For years, experts around the world have been talking about the coming transformation of work: jobs that don’t yet exist, skills that schools are not equipped to teach, linear career paths disappearing, and new kinds of tools, workplaces and workflows emerging. This has been mostly theoretical: until very recently, work itself, our beliefs about it, and all its associated systems — from recruiting to further education — still looked remarkably as they did half a century ago.

Accelerated by a global health pandemic, the “future of work” has arrived unannounced and before many were ready. Armchair hypotheses are being tested and accelerated because of the crisis, forcing us to reckon with the strange demands of our new present, whose edges seem to blur into an uncertain future.

And yet, every crisis creates an opening. The COVID-19 crisis has created an opening to imagine and architect a future of work for inclusion and resilience. Alongside the health and economic impact of this pandemic, we are also seeing signs of resourcefulness, urgent cooperation, and the will to embrace systemic change. As Rebecca Solnit writes in The Guardian: “At moments of immense change, we see with new clarity the systems — political, economic, social, ecological — in which we are immersed as they change around us.” This is sweeping away old assumptions, creating a space into which we can pour in new ideas, partnerships and collaborations.

Harambee Youth Employment Accelerator has a particular perspective — both global and uniquely African — on these accelerating shifts. For nearly a decade, we have grappled with barriers to employment and growing inequality. In South Africa, where we are based, we have learned first-hand that the “status quo” of recruitment and hiring practices often has unintended consequences, locking many out of opportunity and perpetuating a slow-motion crisis of generation-crippling unemployment and poverty. We’ve had to contend with this crisis of low economic growth and exclusion well before COVID-19; the global pandemic has now laid bare the underlying structural inequities and systemic barriers to inclusion.

We have also learned that while some barriers are deeply entrenched, it is possible to rewire our systems of work in ways that improve the outcomes for everyone — making an inclusive labour market an economic imperative, not just a moral one. Some of our longest-standing lessons have been confirmed over these past few months, and the pandemic has shed new light on them. In looking ahead to what is possible, we bring forward these lessons to share with a world that is grappling with some of these big challenges.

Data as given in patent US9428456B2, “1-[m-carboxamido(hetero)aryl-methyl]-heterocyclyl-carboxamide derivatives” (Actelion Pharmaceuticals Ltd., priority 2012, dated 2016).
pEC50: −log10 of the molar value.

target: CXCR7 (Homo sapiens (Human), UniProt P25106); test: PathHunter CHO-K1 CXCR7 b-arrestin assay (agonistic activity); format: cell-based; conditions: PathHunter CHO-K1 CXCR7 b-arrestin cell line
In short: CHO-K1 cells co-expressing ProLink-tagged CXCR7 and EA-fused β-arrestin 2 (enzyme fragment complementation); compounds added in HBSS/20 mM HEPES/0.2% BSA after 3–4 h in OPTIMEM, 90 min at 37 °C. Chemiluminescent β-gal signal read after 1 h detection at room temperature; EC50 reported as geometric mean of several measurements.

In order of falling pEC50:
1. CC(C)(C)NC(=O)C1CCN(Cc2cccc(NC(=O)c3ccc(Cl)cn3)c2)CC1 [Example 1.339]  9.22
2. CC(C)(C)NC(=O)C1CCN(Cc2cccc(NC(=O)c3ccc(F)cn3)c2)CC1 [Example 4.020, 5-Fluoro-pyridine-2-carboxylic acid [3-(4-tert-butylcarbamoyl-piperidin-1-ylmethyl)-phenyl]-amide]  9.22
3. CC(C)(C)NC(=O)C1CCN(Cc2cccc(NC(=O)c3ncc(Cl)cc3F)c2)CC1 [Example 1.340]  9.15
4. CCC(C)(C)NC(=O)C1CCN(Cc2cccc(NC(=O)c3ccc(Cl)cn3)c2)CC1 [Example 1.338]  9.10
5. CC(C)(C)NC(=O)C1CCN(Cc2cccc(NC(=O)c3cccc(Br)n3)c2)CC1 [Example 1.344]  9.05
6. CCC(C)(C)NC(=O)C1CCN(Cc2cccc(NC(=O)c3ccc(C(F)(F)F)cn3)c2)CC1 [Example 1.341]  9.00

To the paralysis of fear, these lessons offer the balm of action backed by evidence.

1. Love the problem, not your solution.

A vacuum company shifts to producing ventilators. A prosthetic manufacturer starts making medical visors. Organizations across Africa are mobilising assets, engineers and funding in service of public outcomes like shifting to digital payments, mining data,and last-mile delivery of PPE. Like Harambee, organizations of all sizes and types are attempting the ‘coronavirus pivot’.

What these shapeshifters seem to have in common is an ability to activate their culture, relationships and assets to meet the unforeseen need at hand. This is a lesson we have been learning since our first years, as early attempts to “solve and scale” met the reality of ever-shifting political and economic conditions. We are committed to “loving the problem,” not staying in love with our solutions.

Even before South Africa announced a national lockdown, Harambee shifted focus from “how can we keep delivering our solutions?” to “what are the emergent dimensions of the problem?” We took first precautionary — and then legislated — measures to suspend all face-to-face activities. We reconfigured our people and platforms to quickly re-engage with young people, government and the private sector. Within a few days of the state of disaster announcement, Harambee adopted a simple, values-based principle to guide our actions: be safe, be smart, be kind. It’s a mantra that we reiterate at every opportunity, including our daily morning standup call regularly joined by hundreds of our staff, their families and our partners. This way of being — practiced every single morning at 8:00am — embodies all that we’ve learned on our nine-year journey to build a culture that’s resilient to a future of work where change is the only constant.

With the advancement of the coronavirus outbreak and further lockdown measures, we knew that we had to rapidly deploy our biggest asset — our channels to reach young people in need via social media, SMS, WhatsApp, and mobisite — with information that they could trust. In collaboration with South Africa’s Solidarity Fund and the National Youth Development Agency, we launched a campaign to reach 3 million youth in the first 3 weeks of lockdown, empowering them to manage their information overload and anxiety as they navigated the lockdown. Since then, a coalition of over 200 partners (ranging from youth development groups to educational institutions to employers) has achieved a reach of 6 million, lifting up youth voices in a meaningful way. We continue to pivot to a deeper engagement strategy that empowers young people to become even more self-reliant, whether training them to become ‘fake news fighters,’ giving them targeted tips for remaining employable, or by celebrating stories of resilience.